Pughtown Baptist Church
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Church History
History (1846 - 56)

History (1856 - 64)

History (1864 - 73)

History (1873 - 75)

History (1876 - 83)

History (1883 - 88)

History (1888 - 1900)

History (1901 - 13)

History (1914 - 24)

 Church Timeline Index (1883 - 88)
SPECIAL NOTE: In the entries index shown below that are in bold
indicates there is no additional information for that period or
pastor as listed.
   1883 - 1888 Rev. James H. Hyatt

1883 - 1888 Rev. James H. Hyatt

Rev. James H. Hyatt, an elderly man, preached a pair of Sunday sermons on October 21 and 28, 1883. He was well received and was asked to preach permanently. Having moved into the parsonage on November 21, 1883, a welcome committee had dinner prepared and hay and wood supplied for his convenience. His previous charge was at the Pequea church in Lancaster County for four years. The reverend was presented with a pieced quilt during his first Christmas at Pughtown.

In 1884, stone was donated from Jesse Hawley's property to build a dry wall along the north side of the cemetery by the road. The stone came from old dilapadated buildings on the Hawley property. Harmon Hughes, a newly acquired member, was responsible for building the said wall, being paid $13.75 for his work. During the year the Sunday school held a jug breaking contest to raise money toward this cemetery wall. Twenty-two jugs were sold and raised $53 towards expenses.

This same year $80.55 was raised for a new organ. The organ was bought only for $80.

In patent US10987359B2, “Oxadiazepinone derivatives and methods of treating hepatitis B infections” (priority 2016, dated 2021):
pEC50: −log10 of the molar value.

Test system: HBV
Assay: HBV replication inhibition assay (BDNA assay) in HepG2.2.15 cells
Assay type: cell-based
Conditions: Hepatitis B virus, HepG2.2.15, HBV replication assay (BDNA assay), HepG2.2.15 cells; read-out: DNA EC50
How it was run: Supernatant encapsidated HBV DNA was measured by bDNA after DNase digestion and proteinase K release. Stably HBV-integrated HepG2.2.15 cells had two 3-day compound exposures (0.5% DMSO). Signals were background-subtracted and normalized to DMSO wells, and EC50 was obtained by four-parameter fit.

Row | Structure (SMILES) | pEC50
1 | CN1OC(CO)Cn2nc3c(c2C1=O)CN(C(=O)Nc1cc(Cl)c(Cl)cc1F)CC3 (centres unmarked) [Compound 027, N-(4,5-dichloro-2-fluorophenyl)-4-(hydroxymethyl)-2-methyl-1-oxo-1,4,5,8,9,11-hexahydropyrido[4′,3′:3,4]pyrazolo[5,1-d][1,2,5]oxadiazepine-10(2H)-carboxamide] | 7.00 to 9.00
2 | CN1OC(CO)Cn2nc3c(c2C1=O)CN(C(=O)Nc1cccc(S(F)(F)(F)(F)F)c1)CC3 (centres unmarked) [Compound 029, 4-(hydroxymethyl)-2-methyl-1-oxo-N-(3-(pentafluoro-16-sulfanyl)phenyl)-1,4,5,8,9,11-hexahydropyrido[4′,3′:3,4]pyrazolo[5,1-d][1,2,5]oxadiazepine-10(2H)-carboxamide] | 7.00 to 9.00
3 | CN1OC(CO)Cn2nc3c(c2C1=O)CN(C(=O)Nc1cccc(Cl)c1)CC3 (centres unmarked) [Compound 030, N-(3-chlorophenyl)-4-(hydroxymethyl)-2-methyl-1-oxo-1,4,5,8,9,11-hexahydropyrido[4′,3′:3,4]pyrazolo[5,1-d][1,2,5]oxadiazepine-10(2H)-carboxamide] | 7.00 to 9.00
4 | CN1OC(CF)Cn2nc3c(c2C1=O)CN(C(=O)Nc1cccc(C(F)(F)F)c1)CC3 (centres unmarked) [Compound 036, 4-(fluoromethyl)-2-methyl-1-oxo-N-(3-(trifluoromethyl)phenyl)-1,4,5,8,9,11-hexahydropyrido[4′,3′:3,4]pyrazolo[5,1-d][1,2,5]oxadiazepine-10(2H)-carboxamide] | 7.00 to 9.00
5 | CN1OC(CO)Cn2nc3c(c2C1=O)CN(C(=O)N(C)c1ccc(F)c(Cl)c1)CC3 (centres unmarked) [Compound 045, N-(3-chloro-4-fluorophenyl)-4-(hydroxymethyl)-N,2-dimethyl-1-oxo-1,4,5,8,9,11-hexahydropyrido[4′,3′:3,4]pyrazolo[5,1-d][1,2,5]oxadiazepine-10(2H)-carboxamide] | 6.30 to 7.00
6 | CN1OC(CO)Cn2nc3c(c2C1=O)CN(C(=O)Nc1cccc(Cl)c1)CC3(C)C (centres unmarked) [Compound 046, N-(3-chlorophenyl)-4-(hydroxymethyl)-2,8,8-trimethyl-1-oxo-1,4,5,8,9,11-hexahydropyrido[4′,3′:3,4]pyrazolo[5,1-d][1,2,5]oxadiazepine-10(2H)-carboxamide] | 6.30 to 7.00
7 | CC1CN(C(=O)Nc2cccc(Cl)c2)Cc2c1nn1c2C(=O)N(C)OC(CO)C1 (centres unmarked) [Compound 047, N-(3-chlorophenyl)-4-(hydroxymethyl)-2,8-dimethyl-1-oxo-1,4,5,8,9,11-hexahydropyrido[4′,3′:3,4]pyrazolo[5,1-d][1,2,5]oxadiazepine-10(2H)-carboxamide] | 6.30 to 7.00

At an anniversary sermon given by Rev. Hyatt, it was noted that eleven persons were baptized and two received by letters. Most of these converts could be attributed to the many revival meetings held here and other surrounding churches in the area.

A Christmas cantata was given on Thursday December 23 and Friday 24, 1886. The presentation consisted of 24 winter time characters which were some of the following: "Old Santa Claus", "Long Ago", "Queen Winter", "Storm King", "Jack Frost", "Four Winds", and "Four Shepherds". Although the "Storm King" seemed to have made a live appearance both evenings, the attendance was favorable.

At this time, David Scholl, another recent convert, presented a dozen new sing books entitled the "Glad Refrain". It was during Rev. Hyatt tenure that an active young people society which called itself the Mite Society flourished. It gave the young folks a chance to get up in front of an audience, usually youngsters of their own age. They would recited a poem or essay, or at times pair up and give a debate opposing two other youngsters on a given subject. More will be told later in this history.

A fence was erected on the south and east sides of the cemetery while a wire fence was erected in front of the church in 1886 and 1887 respectively. The cost of the wire fence was $90. Later in 1887 sandstone was obtained to replace the steps on the hillside in front of the church by the road.

By May 13, 1888 the date of Rev. Hyatt farewell sermon, there were 20 converts brought into the church, and a floating debt against the church was canceled. He was retiring after four and an half years at Pughtown. He left to reside at Pattenburg, Henderson County, New Jersey, where he would preach at Bethlehem Baptist church as well as Orient Baptist at Burrisville, Ocean County. He went to start his pastorate at these locations May 21.

Harmon Hughes was selected sexton for $35 a year. The sexton's job was to fix all minor repairs around the church and parsonage or to see that they were complete.

Return to previous History (1876 - 83)

See next History (1888 - 1900)
Updated March 31, 2016.